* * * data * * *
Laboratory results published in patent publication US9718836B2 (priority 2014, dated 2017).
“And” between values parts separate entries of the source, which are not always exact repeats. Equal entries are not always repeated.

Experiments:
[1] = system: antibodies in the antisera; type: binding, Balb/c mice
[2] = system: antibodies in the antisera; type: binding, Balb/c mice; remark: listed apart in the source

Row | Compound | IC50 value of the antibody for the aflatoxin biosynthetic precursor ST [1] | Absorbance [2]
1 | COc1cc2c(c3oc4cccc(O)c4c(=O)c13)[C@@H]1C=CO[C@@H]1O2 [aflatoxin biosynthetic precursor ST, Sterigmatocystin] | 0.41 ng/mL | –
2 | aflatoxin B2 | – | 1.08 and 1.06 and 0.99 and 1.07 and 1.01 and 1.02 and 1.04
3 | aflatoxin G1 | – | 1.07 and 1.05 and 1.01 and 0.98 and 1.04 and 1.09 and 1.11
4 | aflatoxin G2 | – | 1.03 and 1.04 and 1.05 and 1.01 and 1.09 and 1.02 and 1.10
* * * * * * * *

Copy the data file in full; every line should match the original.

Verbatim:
Laboratory results published in patent publication US9718836B2 (priority 2014, dated 2017).
“And” between values parts separate entries of the source, which are not always exact repeats. Equal entries are not always repeated.

Experiments:
[1] = system: antibodies in the antisera; type: binding, Balb/c mice
[2] = system: antibodies in the antisera; type: binding, Balb/c mice; remark: listed apart in the source

Row | Compound | IC50 value of the antibody for the aflatoxin biosynthetic precursor ST [1] | Absorbance [2]
1 | COc1cc2c(c3oc4cccc(O)c4c(=O)c13)[C@@H]1C=CO[C@@H]1O2 [aflatoxin biosynthetic precursor ST, Sterigmatocystin] | 0.41 ng/mL | –
2 | aflatoxin B2 | – | 1.08 and 1.06 and 0.99 and 1.07 and 1.01 and 1.02 and 1.04
3 | aflatoxin G1 | – | 1.07 and 1.05 and 1.01 and 0.98 and 1.04 and 1.09 and 1.11
4 | aflatoxin G2 | – | 1.03 and 1.04 and 1.05 and 1.01 and 1.09 and 1.02 and 1.10